By Marc C. Shaffer
The idea of retirement and the reality of retirement can often be drastically different. For many people, retirement is the idea that at a certain age you will leave your career and enter into a life of leisure. Be it golfing, visiting sunny locations or spending time with grandchildren, retirement has been painted as the final phase of life where you haven’t a care in the world. Every day I talk with people who are retired or planning their retirement, and let me tell you, it’s time we start thinking differently about retirement. The 17th Annual Transamerica Retirement Survey showed that a majority of workers dream about traveling, spending more time with family, and pursuing hobbies, and 28 percent dream of doing some form of work in retirement. What does retirement mean to you? Does waiting until normal retirement age to pursue your dreams make sense to you, or would you like to consider an “alternative” retirement? The “what you want to do” and “how much you’re going to need” may look a lot different than you’re prepared for, so considering which type of retirement is right for you and the financial considerations to get you there are key. Let’s look at 5 types of retirement styles I talk about frequently:
1. Full Traditional Retirement – This form of retirement most closely resembles the way many people think of retirement. You circle a date on the calendar on or after your “normal retirement age” as it relates to Social Security to exit the workforce and don’t look back.
Financial Considerations: Traditional retirement generally requires you to save early and often to reach the amount needed for your nest egg. In this form of retirement, you are no longer going to work to bring in a salary, so other sources of funds are required to meet your living expenses and those sources are usually planned and prepared for use long before your retirement date. A combination of your employer-sponsored retirement plan, Social Security, Individual Retirement Accounts (IRAs), pensions, and other savings may be utilized to meet your cash flow needs.
Review your budget frequently and your retirement needs at least every 3 years, or as major changes arise, so you stay on track during your working years. Chances are that a “save 5% forever” mentality will not get you to your goals. By monitoring your cash flow and really determining how much you spend now, how much you can save, and how much you may need in retirement, you can have a better plan for being financially secure. Consider increasing the amount you save as large payments stop, such as when you’re done paying off your house or your children’s education. Having a mindset to always save and increase your savings whenever possible can help you reach your retirement goals.
2. Early Retirement – Early retirement can be defined as retiring any time prior to the “normal retirement age” and remaining out of the workforce.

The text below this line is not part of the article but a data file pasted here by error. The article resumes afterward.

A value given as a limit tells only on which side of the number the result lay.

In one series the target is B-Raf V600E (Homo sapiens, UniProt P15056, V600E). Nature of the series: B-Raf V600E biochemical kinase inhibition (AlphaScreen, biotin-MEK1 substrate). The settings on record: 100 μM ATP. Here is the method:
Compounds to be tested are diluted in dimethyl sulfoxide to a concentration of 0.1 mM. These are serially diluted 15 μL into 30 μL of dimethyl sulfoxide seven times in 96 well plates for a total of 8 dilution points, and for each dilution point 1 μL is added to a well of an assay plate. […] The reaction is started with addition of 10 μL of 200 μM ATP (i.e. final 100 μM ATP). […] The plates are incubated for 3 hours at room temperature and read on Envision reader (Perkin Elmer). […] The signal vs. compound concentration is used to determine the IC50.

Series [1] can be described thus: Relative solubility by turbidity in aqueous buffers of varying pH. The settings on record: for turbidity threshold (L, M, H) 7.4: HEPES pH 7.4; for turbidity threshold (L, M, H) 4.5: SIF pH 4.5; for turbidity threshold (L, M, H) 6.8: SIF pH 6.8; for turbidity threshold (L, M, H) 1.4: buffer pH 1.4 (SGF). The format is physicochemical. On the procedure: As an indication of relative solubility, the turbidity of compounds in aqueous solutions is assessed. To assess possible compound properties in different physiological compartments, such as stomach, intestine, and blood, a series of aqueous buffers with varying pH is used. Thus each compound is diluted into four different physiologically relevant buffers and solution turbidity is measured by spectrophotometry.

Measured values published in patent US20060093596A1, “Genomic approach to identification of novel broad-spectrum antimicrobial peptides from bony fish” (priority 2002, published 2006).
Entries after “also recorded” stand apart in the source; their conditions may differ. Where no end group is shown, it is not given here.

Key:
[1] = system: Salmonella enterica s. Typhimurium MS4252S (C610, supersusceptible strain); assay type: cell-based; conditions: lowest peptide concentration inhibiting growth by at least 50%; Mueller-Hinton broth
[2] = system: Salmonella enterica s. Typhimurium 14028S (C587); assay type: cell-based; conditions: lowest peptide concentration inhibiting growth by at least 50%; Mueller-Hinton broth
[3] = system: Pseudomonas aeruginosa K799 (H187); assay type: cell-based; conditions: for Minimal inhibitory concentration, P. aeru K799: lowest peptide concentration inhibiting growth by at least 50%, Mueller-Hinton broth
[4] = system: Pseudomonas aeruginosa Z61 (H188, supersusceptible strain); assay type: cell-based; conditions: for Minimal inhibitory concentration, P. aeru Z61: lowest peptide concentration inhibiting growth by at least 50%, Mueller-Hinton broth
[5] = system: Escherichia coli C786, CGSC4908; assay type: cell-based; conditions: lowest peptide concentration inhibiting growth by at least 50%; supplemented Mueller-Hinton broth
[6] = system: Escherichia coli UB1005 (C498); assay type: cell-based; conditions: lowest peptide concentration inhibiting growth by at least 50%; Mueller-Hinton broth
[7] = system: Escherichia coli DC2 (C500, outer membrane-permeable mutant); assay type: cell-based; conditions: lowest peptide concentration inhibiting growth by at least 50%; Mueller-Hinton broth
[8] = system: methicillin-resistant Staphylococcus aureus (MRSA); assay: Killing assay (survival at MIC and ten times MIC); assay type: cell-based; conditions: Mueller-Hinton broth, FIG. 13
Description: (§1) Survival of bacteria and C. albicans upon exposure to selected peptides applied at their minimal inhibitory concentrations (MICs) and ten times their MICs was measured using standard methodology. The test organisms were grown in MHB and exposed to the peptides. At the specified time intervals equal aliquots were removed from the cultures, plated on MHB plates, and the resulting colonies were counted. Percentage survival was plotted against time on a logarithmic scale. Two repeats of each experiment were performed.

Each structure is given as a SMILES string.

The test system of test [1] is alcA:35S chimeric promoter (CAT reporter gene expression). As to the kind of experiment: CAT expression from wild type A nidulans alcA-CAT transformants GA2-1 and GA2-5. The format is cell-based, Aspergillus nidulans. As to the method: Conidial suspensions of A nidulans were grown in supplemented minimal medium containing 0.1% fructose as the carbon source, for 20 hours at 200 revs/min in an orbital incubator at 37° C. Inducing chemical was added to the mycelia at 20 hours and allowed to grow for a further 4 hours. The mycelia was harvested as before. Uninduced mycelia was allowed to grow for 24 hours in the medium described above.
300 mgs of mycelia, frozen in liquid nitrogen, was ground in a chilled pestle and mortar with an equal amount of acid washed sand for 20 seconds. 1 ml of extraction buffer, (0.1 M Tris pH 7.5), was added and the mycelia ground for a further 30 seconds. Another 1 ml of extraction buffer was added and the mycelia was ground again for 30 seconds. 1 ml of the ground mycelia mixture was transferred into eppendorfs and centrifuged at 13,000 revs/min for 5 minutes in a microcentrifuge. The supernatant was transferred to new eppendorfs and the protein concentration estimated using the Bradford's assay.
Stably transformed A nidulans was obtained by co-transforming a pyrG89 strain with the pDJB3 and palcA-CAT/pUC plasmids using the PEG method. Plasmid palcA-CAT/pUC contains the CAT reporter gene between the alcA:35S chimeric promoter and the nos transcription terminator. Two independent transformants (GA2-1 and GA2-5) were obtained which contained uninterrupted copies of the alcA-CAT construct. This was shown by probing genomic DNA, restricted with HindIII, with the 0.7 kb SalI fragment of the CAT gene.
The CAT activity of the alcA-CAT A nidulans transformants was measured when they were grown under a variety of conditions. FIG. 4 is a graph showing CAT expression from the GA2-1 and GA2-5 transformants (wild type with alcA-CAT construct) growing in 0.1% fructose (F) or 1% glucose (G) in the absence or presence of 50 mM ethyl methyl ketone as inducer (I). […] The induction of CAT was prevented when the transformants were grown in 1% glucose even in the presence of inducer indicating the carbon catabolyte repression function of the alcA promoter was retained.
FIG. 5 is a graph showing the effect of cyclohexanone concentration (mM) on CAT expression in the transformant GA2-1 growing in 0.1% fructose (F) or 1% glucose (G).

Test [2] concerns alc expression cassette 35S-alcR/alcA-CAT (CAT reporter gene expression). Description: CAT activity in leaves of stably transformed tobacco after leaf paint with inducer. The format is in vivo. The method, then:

Financial Considerations: With fewer years to save for retirement, a strategy for generating income from your investments in retirement will be important. Many people are often surprised at how much more savings is required to retire early. Many things contribute to this, such as your investment portfolio having less time to grow, leaving the workforce before you hit your peak salary years, and leaving the workforce when you’re still paying off major purchases like a mortgage or education. To support you until the end of your life expectancy, the goal number may be more than you would think. Before you’re eligible to take withdrawals from your 401(k) or receive Social Security, how you will support your cash flow needs?
For those who haven’t received a financial windfall, early retirement can be enhanced by living below your means during your earning years. If you are already practicing this strategy while money is coming in, you may be in a better place to continue living on less and making your money count when the income stops.
If you’re not receiving healthcare benefits, plan for managing those costs. This can be an important consideration if both you and your spouse are not working – especially if you still have children at home or potential health issues.
3. Transitional Retirement – In this scenario, you find people continuing to do the same job they’ve always done, but working less and less time. They may cut down to 3 days per week, then 1, before ultimately exiting the workplace for good. This is a good fit for people who enjoy their career but want less stress or time commitment.
Example #1: A physician who enjoys the work they do may cut back on hours so they can continue to help people at a less stressful pace. They may choose to time-share a job with another physician in the same scenario, or even with a physician acting as the main caregiving parent who wants a more flexible schedule.